Director Ridley Scott has given the world of cinema some of its most unforgettable visual experiences. But can Scott breath new life into a genre whose heyday was when a badly dubbed Steve Reeves oiled his chest and wrestled loincloth-clad extras in the 1950s?
The year is roughly 180 AD and Rome is just finishing up its long-standing assault on anything that moves in the European continent. General Maximus (Russell Crowe) merely wants to retire back to his loving family and get away from the doom and war that has plagued his life. This is made all the more difficult when the ailing Emperor bypasses his treacherous son Commodus (Joaquin Phoenix) and decides to crown Maximus as the Defender of Rome. Because of this Commodus rises to power through bloody circumstances and has Maximus assigned to execution and his family crucified. You’d think crucifixion would be so passé by now. Maximus escapes only to be sold into slavery and bought by a dirt-run gladiator training school. As he advances up the chain and learns the tricks of the primal sport he seeks but vengeance for his fallen family.
Gladiator is an absorbing and sweeping spectacle of carnage and first-rate entertainment. The action is swift and ruthlessly visceral. The first movie in a long time to literally have me poised on the edge of my seat. The blood spills in the gallons and life and limb go flying enough your theater owner may consider setting down a tarp.
What Gladiator doesn’t sacrifice to the muscle of effects and action is storytelling. Are you listening George Lucas? Gladiator may unleash the beast when the rousing action is loose, but this is coupled with compelling drama and complex characters. Phoenix may at first seem like a snotty brat with an unhealthy eye for his sister (Connie Nielsen), but the further Gladiator continues the more you see in his eyes the troubled youth who just wants the love of his father that was never bestowed to him. Maximus is a devoted family man who regularly kisses clay statues of his family while away, and must ceremoniously dust himself with the earth before any battle.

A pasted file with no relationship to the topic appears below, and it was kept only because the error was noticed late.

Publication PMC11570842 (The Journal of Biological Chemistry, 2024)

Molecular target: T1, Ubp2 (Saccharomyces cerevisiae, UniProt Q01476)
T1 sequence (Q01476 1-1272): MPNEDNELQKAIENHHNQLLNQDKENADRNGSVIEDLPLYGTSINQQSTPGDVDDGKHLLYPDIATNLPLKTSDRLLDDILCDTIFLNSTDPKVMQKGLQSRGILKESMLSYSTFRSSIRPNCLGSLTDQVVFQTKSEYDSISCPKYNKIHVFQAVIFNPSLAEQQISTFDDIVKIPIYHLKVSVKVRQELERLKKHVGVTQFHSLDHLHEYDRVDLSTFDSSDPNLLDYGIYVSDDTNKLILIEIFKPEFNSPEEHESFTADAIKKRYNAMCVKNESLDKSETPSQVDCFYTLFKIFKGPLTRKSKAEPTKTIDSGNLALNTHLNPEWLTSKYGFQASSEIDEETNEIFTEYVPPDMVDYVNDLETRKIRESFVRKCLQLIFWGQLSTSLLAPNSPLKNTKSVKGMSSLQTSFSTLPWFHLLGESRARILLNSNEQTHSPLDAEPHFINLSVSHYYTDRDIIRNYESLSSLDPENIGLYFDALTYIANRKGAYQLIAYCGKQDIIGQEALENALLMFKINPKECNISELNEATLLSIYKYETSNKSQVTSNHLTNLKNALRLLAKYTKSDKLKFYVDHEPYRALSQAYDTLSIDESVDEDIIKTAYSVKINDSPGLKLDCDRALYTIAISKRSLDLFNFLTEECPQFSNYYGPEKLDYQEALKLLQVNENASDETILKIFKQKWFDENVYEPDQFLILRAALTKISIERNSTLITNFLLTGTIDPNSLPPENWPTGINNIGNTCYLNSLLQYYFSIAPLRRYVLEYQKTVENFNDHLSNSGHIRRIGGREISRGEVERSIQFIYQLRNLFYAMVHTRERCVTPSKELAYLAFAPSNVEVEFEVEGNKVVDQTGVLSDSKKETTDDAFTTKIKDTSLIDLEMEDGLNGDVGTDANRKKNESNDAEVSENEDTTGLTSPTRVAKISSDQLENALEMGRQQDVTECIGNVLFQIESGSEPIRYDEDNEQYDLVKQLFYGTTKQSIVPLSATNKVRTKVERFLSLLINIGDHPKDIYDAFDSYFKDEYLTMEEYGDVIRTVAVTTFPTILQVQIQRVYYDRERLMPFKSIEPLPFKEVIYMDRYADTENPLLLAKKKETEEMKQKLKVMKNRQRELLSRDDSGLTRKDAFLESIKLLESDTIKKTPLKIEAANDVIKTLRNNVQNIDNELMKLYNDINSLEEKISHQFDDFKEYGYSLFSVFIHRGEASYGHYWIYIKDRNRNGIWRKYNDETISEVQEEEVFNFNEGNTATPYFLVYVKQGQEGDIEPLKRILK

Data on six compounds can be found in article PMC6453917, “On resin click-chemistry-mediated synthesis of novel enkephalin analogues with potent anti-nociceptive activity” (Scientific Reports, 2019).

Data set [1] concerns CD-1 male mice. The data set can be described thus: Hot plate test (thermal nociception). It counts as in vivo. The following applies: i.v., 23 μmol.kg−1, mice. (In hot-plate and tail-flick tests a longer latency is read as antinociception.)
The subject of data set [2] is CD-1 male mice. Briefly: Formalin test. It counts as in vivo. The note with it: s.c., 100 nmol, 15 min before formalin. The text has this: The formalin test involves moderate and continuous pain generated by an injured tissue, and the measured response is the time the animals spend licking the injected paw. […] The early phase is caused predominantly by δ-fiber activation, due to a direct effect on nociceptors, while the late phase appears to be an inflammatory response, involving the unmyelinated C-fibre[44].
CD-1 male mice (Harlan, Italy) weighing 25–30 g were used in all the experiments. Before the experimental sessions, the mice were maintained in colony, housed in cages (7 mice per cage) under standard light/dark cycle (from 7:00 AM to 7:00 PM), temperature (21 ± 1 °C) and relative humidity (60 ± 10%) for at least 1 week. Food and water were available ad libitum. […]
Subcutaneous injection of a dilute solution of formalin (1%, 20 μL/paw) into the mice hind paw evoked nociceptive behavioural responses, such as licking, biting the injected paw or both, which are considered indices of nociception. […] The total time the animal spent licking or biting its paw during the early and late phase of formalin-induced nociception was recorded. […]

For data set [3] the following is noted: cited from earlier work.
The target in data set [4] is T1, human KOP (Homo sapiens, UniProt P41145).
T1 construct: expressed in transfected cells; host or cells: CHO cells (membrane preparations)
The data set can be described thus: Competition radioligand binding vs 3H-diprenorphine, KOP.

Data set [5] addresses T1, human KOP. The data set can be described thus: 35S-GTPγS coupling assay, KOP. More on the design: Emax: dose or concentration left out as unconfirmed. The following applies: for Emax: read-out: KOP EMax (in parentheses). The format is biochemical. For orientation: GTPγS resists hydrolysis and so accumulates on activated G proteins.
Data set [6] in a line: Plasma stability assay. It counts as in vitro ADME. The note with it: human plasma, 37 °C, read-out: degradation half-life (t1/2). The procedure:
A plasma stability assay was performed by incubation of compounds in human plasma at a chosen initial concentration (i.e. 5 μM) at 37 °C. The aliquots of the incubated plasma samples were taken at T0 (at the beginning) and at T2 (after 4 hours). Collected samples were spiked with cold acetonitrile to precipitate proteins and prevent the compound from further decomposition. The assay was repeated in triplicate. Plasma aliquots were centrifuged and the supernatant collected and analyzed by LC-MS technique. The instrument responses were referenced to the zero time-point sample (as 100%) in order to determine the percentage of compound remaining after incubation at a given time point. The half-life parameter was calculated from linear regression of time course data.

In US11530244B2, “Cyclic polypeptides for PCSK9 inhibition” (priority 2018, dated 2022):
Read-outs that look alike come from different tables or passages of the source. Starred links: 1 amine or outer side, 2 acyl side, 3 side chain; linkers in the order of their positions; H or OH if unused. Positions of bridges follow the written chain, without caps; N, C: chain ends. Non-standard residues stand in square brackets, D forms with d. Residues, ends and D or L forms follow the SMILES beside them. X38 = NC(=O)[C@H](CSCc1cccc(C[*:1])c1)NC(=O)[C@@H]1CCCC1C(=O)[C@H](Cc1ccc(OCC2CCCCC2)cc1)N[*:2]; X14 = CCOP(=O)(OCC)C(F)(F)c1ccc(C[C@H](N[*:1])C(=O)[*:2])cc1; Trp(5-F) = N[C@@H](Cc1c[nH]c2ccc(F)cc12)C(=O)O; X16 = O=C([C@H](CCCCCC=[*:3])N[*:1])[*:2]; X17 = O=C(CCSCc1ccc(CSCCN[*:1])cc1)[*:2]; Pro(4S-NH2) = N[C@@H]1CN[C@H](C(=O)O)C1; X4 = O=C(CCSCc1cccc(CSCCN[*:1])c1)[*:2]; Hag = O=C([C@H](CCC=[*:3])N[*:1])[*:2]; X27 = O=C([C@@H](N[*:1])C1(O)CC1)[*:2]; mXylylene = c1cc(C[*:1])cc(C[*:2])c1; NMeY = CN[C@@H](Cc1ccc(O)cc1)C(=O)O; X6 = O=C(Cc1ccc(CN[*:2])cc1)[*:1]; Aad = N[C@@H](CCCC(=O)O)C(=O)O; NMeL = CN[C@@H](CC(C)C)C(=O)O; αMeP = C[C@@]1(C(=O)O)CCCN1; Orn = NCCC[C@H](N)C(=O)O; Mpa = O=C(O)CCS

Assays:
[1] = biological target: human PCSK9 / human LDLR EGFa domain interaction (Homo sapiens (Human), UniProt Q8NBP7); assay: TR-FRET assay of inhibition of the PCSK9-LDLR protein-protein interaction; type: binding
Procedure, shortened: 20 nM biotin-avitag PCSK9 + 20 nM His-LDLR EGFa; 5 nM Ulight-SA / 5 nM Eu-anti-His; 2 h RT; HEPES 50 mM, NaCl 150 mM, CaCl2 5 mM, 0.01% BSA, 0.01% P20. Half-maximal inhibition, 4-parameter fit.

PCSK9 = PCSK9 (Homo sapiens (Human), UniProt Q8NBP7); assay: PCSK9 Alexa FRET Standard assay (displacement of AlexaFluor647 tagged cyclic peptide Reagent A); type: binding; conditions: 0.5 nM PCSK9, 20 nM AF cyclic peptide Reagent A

The acting matches every sword blow and chariot race toe-for-toe. Russell Crowe marks a first-rate staple of heroism. Every calculating glare he exhibits shows the compassion and ferocity of this warrior. He becomes a rare breed – an action hero who can think and actually act. Oliver Reed, in what sadly was his last role, turns in a splendid and charismatic turn as the head of the gladiator school of Fine Arts and Carnage. Mysteriously everyone carries a British accent closer to them then a toga two sizes too small. Even Crowe who is nicknamed “The Spaniard” speaks like he walked out of Masterpiece Theater.
The effects and visuals are a sumptuous feast. The aerial shots of Rome and the Coliseum are simply breath taking. Gladiator rivals American Beauty for the most rose petals used in a movie, except in this one they don’t shoot out of Mena Suvari’s breasts.
Ridley Scott’s track record may be hit or miss but Gladiator is definitely one sorely not to be missed.
Nate’s Grade: A-
Reviewed 20 years later as part of the “Reviews Re-View: 2000” article.
Posted on May 5, 2000, in 2000 Movies and tagged action, best picture, connie nielsen, Djimon Hounsou, drama, joaquin phoneix, oscars, period film, richard harris, ridley scott, russell crowe, slavery. Bookmark the permalink. Leave a comment.
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